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That's the Bernoulli principle you're talking about with the bottle example. The problem is that there is a stagnant high pressure area right at the cowl, hence the invention of the cowl induction hood. The cowl induction hood takes the pressure that normally exists at the base of the windshield and forces it into the engine compartment where there is usually a big 4 barrel waiting. It wouldn't make sense to suck air away from your carburetor.

 

There are some things about the Z that make cowl exduction more likely, for instance the cowl itself is relatively deep and the windshield is pretty curved. One guy on here tried the yarn test and found the yarn alternately going into and coming out of the hood. In my mind a vent at the back of the hood is far from the best way to get air out. Bernoulli's Principle would work much better in the middle of the hood, since the cleaner and higher velocity airflow you have the stronger the suction created, and the farther you are away from the windshield and the front of the car the more airflow there is going to be.

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There was some talk about using a manometer to test the pressure on the hood, can't remember if anyone did it.   The black car has "alligator teeth" louvers which will extract more air tha

Welcome to the forums, I will say this is dangerously close to skirting the rules there. If you would like to sell your product please feel free to make a thread in the vendor forum.   I do

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Thank's for the response.

If you dont mind I would like youre opinion on my situation and thought.

 

I am installing a turbo fuelinjected inline 6 in my '73 240z. The cowl induction theory wont be a performance robing issue in my eyes.

Now I believe that the induction could only ocur at lower speeds but even then the known positive pressure (high pressure area) in the engine compartment wouldent allow this. Most cars with cowl induction hoods have a small or almost no grill, unlike the Z.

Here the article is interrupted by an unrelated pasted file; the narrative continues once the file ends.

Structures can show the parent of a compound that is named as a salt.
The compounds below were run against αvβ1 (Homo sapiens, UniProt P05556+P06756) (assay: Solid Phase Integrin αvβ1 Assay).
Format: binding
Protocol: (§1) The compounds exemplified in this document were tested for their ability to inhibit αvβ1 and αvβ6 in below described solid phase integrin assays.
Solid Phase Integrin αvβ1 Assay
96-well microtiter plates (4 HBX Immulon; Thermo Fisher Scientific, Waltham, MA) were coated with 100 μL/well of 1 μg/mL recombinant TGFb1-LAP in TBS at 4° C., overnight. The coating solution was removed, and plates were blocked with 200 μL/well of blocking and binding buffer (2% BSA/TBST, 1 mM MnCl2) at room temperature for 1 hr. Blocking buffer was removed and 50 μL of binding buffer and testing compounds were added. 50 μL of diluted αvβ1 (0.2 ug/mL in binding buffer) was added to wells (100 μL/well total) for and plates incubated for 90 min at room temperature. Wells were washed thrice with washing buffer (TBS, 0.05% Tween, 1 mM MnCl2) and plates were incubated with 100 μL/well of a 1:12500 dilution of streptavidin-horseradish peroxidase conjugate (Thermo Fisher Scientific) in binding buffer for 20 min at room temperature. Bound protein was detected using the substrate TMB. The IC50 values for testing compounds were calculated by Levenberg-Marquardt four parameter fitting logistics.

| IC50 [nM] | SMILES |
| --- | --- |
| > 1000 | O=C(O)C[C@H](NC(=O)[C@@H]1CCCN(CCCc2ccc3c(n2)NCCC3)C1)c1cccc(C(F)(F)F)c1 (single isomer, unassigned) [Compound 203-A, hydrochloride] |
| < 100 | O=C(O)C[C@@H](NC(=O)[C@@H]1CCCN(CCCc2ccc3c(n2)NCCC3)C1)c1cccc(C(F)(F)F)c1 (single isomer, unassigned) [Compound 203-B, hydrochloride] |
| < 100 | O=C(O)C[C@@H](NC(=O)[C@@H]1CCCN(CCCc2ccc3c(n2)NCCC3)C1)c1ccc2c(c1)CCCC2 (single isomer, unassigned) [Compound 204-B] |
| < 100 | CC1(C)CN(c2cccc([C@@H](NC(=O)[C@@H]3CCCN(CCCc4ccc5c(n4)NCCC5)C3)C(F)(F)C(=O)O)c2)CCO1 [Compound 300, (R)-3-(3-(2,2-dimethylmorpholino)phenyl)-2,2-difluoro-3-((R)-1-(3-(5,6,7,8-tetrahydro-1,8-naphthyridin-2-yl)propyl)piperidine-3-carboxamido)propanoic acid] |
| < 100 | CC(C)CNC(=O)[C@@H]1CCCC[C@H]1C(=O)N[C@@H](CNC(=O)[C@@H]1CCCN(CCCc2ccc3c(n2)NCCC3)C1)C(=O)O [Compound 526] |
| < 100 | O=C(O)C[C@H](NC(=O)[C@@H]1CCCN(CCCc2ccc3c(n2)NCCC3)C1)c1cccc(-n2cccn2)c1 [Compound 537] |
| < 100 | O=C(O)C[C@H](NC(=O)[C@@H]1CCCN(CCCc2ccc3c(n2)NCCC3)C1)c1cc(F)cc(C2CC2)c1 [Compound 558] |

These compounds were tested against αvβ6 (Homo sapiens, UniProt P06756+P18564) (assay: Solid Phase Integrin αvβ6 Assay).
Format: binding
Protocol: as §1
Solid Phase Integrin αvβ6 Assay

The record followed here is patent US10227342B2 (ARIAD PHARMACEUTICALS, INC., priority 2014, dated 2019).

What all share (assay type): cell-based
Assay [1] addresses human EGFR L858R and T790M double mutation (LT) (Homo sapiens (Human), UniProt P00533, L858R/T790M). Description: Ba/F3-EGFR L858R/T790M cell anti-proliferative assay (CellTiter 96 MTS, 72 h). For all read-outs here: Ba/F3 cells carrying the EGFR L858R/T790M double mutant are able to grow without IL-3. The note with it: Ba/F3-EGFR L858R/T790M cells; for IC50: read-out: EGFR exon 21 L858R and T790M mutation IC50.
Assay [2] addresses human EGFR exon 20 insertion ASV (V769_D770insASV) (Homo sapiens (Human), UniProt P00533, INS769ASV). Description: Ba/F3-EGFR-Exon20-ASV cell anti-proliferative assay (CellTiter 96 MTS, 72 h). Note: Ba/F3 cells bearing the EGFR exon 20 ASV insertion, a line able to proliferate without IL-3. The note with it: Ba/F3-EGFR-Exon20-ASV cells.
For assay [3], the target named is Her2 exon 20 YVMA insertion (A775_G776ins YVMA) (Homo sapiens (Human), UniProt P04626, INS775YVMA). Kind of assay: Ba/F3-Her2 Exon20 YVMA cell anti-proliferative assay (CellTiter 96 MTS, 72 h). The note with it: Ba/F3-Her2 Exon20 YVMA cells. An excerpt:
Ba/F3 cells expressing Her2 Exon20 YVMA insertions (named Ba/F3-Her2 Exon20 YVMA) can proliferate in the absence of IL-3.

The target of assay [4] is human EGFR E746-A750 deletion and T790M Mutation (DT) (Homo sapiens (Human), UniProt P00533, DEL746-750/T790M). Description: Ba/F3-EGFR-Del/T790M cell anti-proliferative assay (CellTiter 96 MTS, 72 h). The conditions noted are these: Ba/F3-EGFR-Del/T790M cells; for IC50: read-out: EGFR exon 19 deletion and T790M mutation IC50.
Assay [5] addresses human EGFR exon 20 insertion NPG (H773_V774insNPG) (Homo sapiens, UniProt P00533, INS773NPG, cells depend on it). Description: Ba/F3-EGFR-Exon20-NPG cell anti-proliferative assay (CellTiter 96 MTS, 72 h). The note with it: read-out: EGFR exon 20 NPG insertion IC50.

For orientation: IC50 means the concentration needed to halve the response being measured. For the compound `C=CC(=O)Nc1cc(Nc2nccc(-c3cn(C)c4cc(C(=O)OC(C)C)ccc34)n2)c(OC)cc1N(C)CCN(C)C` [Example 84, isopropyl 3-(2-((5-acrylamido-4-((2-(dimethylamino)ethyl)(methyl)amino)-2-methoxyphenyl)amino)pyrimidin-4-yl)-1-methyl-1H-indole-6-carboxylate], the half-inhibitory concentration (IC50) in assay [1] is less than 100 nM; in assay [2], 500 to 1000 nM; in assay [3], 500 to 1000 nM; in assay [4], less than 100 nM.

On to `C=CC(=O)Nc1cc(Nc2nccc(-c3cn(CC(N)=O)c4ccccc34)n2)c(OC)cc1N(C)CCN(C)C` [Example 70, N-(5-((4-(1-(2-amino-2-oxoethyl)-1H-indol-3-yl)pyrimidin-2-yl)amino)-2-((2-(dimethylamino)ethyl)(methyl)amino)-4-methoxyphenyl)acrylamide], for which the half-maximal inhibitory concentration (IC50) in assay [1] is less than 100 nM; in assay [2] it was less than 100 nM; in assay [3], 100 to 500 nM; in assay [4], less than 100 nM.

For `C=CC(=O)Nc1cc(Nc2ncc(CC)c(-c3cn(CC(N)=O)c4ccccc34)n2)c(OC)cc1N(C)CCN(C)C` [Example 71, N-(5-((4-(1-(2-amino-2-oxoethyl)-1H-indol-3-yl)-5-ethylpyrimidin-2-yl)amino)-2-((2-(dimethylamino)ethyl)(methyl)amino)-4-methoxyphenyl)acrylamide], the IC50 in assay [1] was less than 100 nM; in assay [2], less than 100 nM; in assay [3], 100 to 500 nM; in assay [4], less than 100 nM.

The reasoning I am left with is, if the cowl isn't so great (large) to cause to mutch turbulence at the windshild the added volume to the engine compartment (from the raised center portion of the hood ie. cowl). And with the aid of the Bernoulli principle and posiably some reduction in the front grill. Then it will creat lower pressure in the engine compartment and give down force as the air is pulled out and over the car. As well as limit air from traveling under the car. The air under the car has more pressure than the air going over the car, making the air take the path of least resistance up and out. After all it is known that if you leave the hood unlached on a Z the hood will rise. This can't happen if youre induction theory is correct. In the case of a 240 Z I think there is somthing else going on.

Looking forward to youre response, Thanks.

 

It is all for the greater good of the Z.

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  • 1 month later...

i did it. took the dremel to the hood.

 

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i made the area of the vents a little larger than what i had taped out before. i have yet to hit the fenders with the vents. not sure weither to cut out a rectangle of the fenders, add the vents, then put them back in. or try patching a new piece of metal in with the vents. i am thinking to use the old metal because the fenders are contoured and im afraid it will not match back up if i do not.

 

jimbo

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I have a different impression of what the cowl induction openings will do. This depends on a lot of unknowns, but...

 

The air at the base of the windshield is pretty high pressure. The rear cowl-opening will almost certainly take in a lot of air.

 

The front opening is pretty small in area, but it is also in a place that will have a lot of air flow, NACA inlet, etc...

 

I am willing to bet that BOTH the front and rear openings will see a lot of airflow if the opening can dump it under the hood.